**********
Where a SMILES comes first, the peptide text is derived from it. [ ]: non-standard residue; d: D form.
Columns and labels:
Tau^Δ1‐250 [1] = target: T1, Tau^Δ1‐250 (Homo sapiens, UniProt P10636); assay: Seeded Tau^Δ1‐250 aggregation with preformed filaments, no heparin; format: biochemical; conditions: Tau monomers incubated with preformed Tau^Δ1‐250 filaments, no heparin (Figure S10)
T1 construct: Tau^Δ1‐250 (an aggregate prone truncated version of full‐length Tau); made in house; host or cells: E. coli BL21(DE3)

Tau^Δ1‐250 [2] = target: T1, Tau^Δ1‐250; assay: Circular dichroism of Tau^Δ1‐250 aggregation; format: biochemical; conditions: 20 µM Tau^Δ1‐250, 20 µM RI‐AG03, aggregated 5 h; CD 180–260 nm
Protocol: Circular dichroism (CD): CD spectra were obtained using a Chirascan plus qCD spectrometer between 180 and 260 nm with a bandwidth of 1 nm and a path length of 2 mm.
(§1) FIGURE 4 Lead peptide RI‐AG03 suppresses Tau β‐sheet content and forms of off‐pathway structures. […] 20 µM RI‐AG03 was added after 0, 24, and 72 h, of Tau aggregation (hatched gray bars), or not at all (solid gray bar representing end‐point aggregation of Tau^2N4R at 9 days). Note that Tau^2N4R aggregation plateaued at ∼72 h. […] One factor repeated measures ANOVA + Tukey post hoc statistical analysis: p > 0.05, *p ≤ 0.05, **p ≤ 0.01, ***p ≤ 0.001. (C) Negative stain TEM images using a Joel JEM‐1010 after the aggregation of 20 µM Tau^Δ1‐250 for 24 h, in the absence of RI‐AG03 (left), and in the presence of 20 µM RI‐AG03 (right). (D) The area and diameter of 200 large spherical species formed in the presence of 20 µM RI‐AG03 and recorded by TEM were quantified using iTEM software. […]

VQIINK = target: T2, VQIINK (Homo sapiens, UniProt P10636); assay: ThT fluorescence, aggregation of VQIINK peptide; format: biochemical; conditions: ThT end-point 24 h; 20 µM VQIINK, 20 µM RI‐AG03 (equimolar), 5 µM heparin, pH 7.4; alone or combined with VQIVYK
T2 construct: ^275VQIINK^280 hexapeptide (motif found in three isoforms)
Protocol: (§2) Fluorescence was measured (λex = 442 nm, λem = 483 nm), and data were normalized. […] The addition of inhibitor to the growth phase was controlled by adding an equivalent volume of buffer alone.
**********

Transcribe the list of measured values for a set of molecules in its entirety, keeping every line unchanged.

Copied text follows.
Where a SMILES comes first, the peptide text is derived from it. [ ]: non-standard residue; d: D form.
Columns and labels:
Tau^Δ1‐250 [1] = target: T1, Tau^Δ1‐250 (Homo sapiens, UniProt P10636); assay: Seeded Tau^Δ1‐250 aggregation with preformed filaments, no heparin; format: biochemical; conditions: Tau monomers incubated with preformed Tau^Δ1‐250 filaments, no heparin (Figure S10)
T1 construct: Tau^Δ1‐250 (an aggregate prone truncated version of full‐length Tau); made in house; host or cells: E. coli BL21(DE3)

Tau^Δ1‐250 [2] = target: T1, Tau^Δ1‐250; assay: Circular dichroism of Tau^Δ1‐250 aggregation; format: biochemical; conditions: 20 µM Tau^Δ1‐250, 20 µM RI‐AG03, aggregated 5 h; CD 180–260 nm
Protocol: Circular dichroism (CD): CD spectra were obtained using a Chirascan plus qCD spectrometer between 180 and 260 nm with a bandwidth of 1 nm and a path length of 2 mm.
(§1) FIGURE 4 Lead peptide RI‐AG03 suppresses Tau β‐sheet content and forms of off‐pathway structures. […] 20 µM RI‐AG03 was added after 0, 24, and 72 h, of Tau aggregation (hatched gray bars), or not at all (solid gray bar representing end‐point aggregation of Tau^2N4R at 9 days). Note that Tau^2N4R aggregation plateaued at ∼72 h. […] One factor repeated measures ANOVA + Tukey post hoc statistical analysis: p > 0.05, *p ≤ 0.05, **p ≤ 0.01, ***p ≤ 0.001. (C) Negative stain TEM images using a Joel JEM‐1010 after the aggregation of 20 µM Tau^Δ1‐250 for 24 h, in the absence of RI‐AG03 (left), and in the presence of 20 µM RI‐AG03 (right). (D) The area and diameter of 200 large spherical species formed in the presence of 20 µM RI‐AG03 and recorded by TEM were quantified using iTEM software. […]

VQIINK = target: T2, VQIINK (Homo sapiens, UniProt P10636); assay: ThT fluorescence, aggregation of VQIINK peptide; format: biochemical; conditions: ThT end-point 24 h; 20 µM VQIINK, 20 µM RI‐AG03 (equimolar), 5 µM heparin, pH 7.4; alone or combined with VQIVYK
T2 construct: ^275VQIINK^280 hexapeptide (motif found in three isoforms)
Protocol: (§2) Fluorescence was measured (λex = 442 nm, λem = 483 nm), and data were normalized. […] The addition of inhibitor to the growth phase was controlled by adding an equivalent volume of buffer alone.